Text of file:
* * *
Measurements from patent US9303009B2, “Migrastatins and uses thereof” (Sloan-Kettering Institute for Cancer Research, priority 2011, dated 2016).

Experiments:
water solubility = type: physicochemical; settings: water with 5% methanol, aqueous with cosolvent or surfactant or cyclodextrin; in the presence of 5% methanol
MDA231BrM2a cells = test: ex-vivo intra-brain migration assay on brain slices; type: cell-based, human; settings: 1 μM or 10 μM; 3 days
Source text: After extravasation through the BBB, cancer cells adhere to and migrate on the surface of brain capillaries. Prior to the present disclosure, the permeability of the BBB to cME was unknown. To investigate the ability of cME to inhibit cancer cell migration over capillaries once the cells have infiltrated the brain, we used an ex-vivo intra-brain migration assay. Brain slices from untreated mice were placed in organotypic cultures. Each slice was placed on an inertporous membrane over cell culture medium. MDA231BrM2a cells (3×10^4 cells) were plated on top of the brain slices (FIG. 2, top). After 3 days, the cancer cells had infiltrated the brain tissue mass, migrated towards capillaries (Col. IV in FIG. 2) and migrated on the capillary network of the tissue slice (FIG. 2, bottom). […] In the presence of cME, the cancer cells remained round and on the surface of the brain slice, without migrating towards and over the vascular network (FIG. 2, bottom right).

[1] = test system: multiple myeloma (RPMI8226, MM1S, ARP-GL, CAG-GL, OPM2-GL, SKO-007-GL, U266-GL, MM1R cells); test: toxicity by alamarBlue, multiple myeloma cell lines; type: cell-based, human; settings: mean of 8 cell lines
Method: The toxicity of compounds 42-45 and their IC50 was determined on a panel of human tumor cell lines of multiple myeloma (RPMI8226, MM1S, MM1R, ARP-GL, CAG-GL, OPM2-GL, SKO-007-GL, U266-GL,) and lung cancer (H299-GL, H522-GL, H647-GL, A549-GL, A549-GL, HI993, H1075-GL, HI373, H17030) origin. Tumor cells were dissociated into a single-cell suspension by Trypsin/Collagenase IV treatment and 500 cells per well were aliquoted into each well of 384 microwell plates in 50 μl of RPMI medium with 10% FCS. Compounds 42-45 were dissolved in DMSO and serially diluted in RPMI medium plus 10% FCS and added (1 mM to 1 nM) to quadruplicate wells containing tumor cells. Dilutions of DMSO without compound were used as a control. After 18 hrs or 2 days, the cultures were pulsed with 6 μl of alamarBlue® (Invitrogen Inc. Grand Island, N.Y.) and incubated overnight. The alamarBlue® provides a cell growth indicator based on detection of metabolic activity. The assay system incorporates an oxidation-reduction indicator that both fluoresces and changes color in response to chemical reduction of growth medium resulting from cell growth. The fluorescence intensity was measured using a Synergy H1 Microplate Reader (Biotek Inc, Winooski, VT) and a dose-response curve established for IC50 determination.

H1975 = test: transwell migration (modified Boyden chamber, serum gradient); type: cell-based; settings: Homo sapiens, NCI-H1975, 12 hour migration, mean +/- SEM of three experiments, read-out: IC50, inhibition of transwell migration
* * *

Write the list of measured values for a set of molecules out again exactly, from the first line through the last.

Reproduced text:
Measurements from patent US9303009B2, “Migrastatins and uses thereof” (Sloan-Kettering Institute for Cancer Research, priority 2011, dated 2016).

Experiments:
water solubility = type: physicochemical; settings: water with 5% methanol, aqueous with cosolvent or surfactant or cyclodextrin; in the presence of 5% methanol
MDA231BrM2a cells = test: ex-vivo intra-brain migration assay on brain slices; type: cell-based, human; settings: 1 μM or 10 μM; 3 days
Source text: After extravasation through the BBB, cancer cells adhere to and migrate on the surface of brain capillaries. Prior to the present disclosure, the permeability of the BBB to cME was unknown. To investigate the ability of cME to inhibit cancer cell migration over capillaries once the cells have infiltrated the brain, we used an ex-vivo intra-brain migration assay. Brain slices from untreated mice were placed in organotypic cultures. Each slice was placed on an inertporous membrane over cell culture medium. MDA231BrM2a cells (3×10^4 cells) were plated on top of the brain slices (FIG. 2, top). After 3 days, the cancer cells had infiltrated the brain tissue mass, migrated towards capillaries (Col. IV in FIG. 2) and migrated on the capillary network of the tissue slice (FIG. 2, bottom). […] In the presence of cME, the cancer cells remained round and on the surface of the brain slice, without migrating towards and over the vascular network (FIG. 2, bottom right).

[1] = test system: multiple myeloma (RPMI8226, MM1S, ARP-GL, CAG-GL, OPM2-GL, SKO-007-GL, U266-GL, MM1R cells); test: toxicity by alamarBlue, multiple myeloma cell lines; type: cell-based, human; settings: mean of 8 cell lines
Method: The toxicity of compounds 42-45 and their IC50 was determined on a panel of human tumor cell lines of multiple myeloma (RPMI8226, MM1S, MM1R, ARP-GL, CAG-GL, OPM2-GL, SKO-007-GL, U266-GL,) and lung cancer (H299-GL, H522-GL, H647-GL, A549-GL, A549-GL, HI993, H1075-GL, HI373, H17030) origin. Tumor cells were dissociated into a single-cell suspension by Trypsin/Collagenase IV treatment and 500 cells per well were aliquoted into each well of 384 microwell plates in 50 μl of RPMI medium with 10% FCS. Compounds 42-45 were dissolved in DMSO and serially diluted in RPMI medium plus 10% FCS and added (1 mM to 1 nM) to quadruplicate wells containing tumor cells. Dilutions of DMSO without compound were used as a control. After 18 hrs or 2 days, the cultures were pulsed with 6 μl of alamarBlue® (Invitrogen Inc. Grand Island, N.Y.) and incubated overnight. The alamarBlue® provides a cell growth indicator based on detection of metabolic activity. The assay system incorporates an oxidation-reduction indicator that both fluoresces and changes color in response to chemical reduction of growth medium resulting from cell growth. The fluorescence intensity was measured using a Synergy H1 Microplate Reader (Biotek Inc, Winooski, VT) and a dose-response curve established for IC50 determination.

H1975 = test: transwell migration (modified Boyden chamber, serum gradient); type: cell-based; settings: Homo sapiens, NCI-H1975, 12 hour migration, mean +/- SEM of three experiments, read-out: IC50, inhibition of transwell migration